Gum disease is one of the most serious threats to your oral health. In addition to being the leading cause of tooth loss in America, gum disease is a chronic infection that can threaten your health in many ways. Understanding these different impacts can help you appreciate why you need to take better care of your oral health and get gum disease treatment if you need it.
Diabetes is one of the most common chronic health conditions faced by Americans, after gum disease and tooth decay. The most recent CDC report says that nearly 10% of the population has diabetes, and when you add in the people with prediabetes, it affects about a third of all Americans.
Diabetes and gum disease have a complicated relationship and been strongly linked to a higher risk of gum disease if you aren’t properly controlling your blood sugar levels. But there’s a wrinkle: having gum disease makes it harder to control your blood sugar levels. So it means that the two conditions are mutually reinforcing, with one increasing the risk of the other.
Oral bacteria use your gums as a jumping-off point to infect your body. One of the ways that it travels through your body is through your blood. Oral bacteria have been found living in arterial plaque–the buildup that is sometimes described as “hardened arteries,” and that can be damaging, even deadly to your heart health.
There is even evidence to suggest that the oral bacteria themselves are responsible for much of the fat in plaque. Some of the fat found in plaque is of a type produced by oral bacteria, but not normally found in fatty foods.
It’s less common, but oral bacteria can even infect your heart directly. Learn more about how your dentist can protect your heart health.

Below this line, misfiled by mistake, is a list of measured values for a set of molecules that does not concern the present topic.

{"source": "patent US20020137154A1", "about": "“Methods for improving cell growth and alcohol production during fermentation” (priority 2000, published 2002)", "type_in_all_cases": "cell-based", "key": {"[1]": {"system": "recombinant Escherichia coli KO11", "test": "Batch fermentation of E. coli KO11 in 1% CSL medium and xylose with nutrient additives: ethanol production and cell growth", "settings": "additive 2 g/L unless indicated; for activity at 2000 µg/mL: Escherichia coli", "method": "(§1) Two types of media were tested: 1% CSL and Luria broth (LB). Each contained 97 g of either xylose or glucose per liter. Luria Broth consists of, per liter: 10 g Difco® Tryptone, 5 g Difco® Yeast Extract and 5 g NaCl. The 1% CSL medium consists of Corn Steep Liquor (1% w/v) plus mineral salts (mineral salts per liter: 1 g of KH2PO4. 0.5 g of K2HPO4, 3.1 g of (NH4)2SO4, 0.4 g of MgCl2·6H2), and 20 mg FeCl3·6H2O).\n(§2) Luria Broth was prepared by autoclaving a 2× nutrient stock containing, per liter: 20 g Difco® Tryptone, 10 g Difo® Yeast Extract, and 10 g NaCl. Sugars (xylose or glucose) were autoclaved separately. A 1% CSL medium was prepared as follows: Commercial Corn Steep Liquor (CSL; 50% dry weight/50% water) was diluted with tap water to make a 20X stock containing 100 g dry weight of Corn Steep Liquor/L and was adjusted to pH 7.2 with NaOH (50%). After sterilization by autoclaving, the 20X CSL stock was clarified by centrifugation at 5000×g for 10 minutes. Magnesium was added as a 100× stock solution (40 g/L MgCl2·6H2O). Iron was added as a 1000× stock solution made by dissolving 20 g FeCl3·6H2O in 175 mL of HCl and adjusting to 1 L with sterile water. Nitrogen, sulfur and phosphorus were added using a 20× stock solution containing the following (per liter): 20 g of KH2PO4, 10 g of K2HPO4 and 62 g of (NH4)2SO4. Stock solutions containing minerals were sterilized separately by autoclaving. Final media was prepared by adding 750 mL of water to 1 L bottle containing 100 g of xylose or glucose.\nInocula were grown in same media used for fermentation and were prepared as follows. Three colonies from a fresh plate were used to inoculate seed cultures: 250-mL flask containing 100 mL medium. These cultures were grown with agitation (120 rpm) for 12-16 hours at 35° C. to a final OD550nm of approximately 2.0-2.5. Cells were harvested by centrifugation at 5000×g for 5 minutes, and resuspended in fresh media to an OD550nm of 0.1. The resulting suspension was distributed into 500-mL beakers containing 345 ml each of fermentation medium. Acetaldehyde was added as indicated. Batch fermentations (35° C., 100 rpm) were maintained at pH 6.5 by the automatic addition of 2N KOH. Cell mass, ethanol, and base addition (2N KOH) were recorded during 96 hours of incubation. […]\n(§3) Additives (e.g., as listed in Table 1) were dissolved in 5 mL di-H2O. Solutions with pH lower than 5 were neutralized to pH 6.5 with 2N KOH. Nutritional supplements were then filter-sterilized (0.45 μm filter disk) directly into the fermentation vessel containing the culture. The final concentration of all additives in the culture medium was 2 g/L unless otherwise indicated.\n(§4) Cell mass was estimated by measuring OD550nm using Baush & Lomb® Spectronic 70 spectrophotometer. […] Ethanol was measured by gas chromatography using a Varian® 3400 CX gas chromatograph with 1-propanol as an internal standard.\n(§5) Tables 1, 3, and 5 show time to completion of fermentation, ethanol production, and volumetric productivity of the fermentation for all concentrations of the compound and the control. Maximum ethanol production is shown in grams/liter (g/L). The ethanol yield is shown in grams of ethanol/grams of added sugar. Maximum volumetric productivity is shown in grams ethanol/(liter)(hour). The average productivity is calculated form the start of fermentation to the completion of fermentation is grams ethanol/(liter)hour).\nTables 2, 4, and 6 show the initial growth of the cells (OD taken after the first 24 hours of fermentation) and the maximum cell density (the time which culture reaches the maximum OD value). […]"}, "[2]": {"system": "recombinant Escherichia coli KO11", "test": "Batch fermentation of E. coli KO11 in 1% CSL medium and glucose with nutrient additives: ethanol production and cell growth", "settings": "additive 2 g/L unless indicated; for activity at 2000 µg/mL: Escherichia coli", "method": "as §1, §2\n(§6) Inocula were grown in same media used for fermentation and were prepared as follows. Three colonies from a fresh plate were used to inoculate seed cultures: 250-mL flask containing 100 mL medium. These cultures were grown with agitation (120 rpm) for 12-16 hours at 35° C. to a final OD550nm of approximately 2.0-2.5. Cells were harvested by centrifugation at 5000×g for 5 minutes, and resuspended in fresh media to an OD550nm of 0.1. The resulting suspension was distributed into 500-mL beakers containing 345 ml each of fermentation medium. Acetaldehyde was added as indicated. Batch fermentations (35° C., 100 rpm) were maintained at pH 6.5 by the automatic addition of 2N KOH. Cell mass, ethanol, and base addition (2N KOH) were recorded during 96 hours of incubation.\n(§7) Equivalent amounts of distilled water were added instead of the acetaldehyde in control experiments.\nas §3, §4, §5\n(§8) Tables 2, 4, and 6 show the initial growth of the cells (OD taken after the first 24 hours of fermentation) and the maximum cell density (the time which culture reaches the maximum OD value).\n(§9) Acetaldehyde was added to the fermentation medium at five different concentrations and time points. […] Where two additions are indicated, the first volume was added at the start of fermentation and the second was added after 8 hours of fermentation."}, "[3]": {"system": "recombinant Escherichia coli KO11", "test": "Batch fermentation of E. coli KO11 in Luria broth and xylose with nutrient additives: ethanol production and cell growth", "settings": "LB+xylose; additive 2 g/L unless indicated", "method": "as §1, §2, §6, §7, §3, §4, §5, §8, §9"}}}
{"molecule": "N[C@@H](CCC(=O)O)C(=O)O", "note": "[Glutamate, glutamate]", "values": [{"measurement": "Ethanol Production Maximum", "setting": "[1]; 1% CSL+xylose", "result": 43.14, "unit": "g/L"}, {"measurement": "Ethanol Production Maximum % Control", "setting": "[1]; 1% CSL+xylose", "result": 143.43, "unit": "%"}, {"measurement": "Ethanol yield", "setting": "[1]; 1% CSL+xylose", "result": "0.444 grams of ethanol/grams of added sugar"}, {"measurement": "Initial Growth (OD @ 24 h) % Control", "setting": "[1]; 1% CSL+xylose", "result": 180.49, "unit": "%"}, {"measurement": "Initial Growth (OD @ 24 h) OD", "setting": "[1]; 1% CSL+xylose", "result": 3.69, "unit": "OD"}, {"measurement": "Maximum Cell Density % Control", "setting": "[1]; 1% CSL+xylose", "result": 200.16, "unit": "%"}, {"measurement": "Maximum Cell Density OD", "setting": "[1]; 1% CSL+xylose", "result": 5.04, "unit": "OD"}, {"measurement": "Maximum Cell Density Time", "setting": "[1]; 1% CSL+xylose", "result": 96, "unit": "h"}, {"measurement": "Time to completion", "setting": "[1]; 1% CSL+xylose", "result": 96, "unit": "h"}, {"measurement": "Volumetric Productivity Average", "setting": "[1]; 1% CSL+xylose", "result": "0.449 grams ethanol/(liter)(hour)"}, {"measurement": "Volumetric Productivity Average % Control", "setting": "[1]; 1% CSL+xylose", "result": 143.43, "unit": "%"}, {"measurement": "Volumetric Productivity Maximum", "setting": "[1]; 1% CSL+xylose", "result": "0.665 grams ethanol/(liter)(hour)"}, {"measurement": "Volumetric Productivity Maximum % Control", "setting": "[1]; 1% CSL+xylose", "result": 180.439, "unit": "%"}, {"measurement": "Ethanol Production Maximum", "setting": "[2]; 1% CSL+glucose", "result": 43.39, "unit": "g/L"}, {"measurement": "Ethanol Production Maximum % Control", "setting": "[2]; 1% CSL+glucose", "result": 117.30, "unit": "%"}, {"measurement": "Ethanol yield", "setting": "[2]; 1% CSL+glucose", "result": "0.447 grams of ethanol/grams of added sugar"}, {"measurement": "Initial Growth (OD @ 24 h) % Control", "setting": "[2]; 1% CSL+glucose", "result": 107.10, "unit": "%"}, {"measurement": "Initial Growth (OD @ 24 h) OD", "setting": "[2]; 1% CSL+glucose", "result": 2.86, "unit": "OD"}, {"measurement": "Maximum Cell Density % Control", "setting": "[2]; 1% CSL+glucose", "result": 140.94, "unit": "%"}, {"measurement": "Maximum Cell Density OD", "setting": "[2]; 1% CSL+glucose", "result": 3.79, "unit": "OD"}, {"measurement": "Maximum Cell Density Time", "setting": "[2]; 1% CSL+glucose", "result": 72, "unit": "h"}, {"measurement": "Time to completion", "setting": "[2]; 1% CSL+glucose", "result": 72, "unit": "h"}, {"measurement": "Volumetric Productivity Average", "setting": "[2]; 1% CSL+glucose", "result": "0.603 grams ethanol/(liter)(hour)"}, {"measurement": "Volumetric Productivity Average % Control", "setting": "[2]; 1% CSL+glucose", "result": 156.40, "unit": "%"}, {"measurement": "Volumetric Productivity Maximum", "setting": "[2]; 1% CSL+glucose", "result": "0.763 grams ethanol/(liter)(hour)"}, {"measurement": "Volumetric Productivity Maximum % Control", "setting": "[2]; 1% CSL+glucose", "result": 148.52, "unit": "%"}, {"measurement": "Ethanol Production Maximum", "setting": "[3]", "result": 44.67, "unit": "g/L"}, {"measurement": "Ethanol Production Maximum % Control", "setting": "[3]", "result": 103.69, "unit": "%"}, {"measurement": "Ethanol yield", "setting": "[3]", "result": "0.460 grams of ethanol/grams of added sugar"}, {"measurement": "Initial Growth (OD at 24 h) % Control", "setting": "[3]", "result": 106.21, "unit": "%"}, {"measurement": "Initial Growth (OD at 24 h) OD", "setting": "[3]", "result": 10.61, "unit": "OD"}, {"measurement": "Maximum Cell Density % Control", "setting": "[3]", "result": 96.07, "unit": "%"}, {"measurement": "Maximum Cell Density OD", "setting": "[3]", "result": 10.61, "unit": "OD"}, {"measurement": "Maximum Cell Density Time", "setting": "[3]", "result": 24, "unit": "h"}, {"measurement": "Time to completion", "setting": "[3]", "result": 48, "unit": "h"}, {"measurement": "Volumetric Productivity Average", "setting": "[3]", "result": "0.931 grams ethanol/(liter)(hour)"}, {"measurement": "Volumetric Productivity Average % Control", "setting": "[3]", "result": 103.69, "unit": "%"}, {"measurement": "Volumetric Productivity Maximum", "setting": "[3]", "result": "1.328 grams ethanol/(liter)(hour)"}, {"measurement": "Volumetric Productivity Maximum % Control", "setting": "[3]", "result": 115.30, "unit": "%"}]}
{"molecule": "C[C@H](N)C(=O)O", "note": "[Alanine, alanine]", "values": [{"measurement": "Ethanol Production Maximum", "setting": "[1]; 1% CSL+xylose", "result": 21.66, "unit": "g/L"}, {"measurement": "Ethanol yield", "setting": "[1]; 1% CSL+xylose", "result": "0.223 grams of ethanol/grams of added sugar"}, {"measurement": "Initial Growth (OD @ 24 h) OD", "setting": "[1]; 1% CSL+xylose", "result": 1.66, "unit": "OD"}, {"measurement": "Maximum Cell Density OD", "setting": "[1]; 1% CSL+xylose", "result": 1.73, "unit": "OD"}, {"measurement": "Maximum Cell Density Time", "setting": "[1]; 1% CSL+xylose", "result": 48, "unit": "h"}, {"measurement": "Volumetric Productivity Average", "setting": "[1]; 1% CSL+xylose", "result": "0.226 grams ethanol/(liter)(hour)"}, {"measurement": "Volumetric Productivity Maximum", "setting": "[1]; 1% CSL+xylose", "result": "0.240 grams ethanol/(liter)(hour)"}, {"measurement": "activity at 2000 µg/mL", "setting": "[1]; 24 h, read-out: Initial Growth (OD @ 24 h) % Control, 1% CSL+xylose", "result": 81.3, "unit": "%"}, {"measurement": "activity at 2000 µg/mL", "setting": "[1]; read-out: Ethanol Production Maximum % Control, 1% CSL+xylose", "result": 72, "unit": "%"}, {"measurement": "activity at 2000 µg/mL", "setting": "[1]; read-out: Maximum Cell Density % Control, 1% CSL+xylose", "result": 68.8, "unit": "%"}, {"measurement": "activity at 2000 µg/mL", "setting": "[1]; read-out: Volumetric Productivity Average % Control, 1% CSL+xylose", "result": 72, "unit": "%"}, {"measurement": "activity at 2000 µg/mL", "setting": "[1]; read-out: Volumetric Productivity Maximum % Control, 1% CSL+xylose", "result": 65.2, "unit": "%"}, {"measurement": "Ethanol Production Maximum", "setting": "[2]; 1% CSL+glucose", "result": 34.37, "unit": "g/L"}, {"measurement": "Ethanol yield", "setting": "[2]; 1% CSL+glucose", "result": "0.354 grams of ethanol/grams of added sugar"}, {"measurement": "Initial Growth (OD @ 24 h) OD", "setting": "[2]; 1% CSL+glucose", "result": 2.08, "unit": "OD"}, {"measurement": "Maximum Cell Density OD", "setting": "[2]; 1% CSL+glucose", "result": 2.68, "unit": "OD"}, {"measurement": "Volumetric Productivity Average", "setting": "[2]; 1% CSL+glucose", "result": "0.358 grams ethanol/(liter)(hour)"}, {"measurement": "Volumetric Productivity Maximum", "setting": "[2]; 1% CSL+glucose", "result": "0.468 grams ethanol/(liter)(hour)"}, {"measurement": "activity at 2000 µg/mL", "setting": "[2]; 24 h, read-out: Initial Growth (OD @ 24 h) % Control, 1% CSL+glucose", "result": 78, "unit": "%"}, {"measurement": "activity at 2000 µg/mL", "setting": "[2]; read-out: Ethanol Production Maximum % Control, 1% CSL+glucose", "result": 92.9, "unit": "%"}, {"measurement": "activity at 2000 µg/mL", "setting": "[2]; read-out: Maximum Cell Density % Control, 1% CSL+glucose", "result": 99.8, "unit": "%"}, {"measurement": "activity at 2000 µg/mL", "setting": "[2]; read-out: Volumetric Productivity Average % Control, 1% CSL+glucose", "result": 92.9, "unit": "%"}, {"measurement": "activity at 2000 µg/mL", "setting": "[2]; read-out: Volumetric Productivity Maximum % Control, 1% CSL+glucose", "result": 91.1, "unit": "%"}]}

One of the dangers of arterial plaque is that it can break off and travel through your arteries to your heart or brain. Then these small particles block the tiny blood vessels, cutting off blood supply. People with gum disease have about twice the stroke risk of those without gum disease, and the more serious the gum disease the higher the risk. People with severe tooth loss related to gum disease had a stroke risk nearly four times that of people without gum disease.
Oral bacteria are like other organisms trying to survive in a difficult environment. They use strategies to protect themselves from the dangers they face. In your mouth, one of the biggest dangers for oral bacteria is your immune system. To try to protect themselves from your immune system, they can use chemical triggers to confuse the immune system.
Long-term exposure to these confusing chemical triggers has been linked to rheumatoid arthritis. Rheumatoid arthritis is an autoimmune disorder in which your immune system attacks your joints. People with gum disease are at an increased risk of this condition.
The link between gum disease and cancer is less well-established than the above connections. Gum disease has been linked to increased risk of several different types of cancer, including breast cancer, lung cancer, pancreatic cancer, and oral cancer.
We also know several mechanisms by which gum disease could increase cancer risk, including systemic inflammation, and the way that gum disease bacteria can trick the immune system. It seems that the bacteria don’t just hide themselves–they can hide cancer, too.
Oral bacteria were often found in samples taken from the lungs of people with pneumonia, but it was believed that the samples were contaminated in passing through the mouth. But new sampling technology has confirmed that oral bacteria actually play an important part in pneumonia infections.
We’re not entirely sure about how much gum disease may increase your risk of pneumonia, but it is a concern, especially for patients on artificial respiration.
Treat Gum Disease to Protect Your Health
Getting your gum disease treated isn’t just critical to saving your teeth. It can be critical to saving your life. The strong links between gum disease and some of the leading causes of death in America mean that treating your gum disease is one of the most important things you can do to preserve your long-term health. And, of course, regular checkups and cleanings can help you avoid developing gum disease in the first place.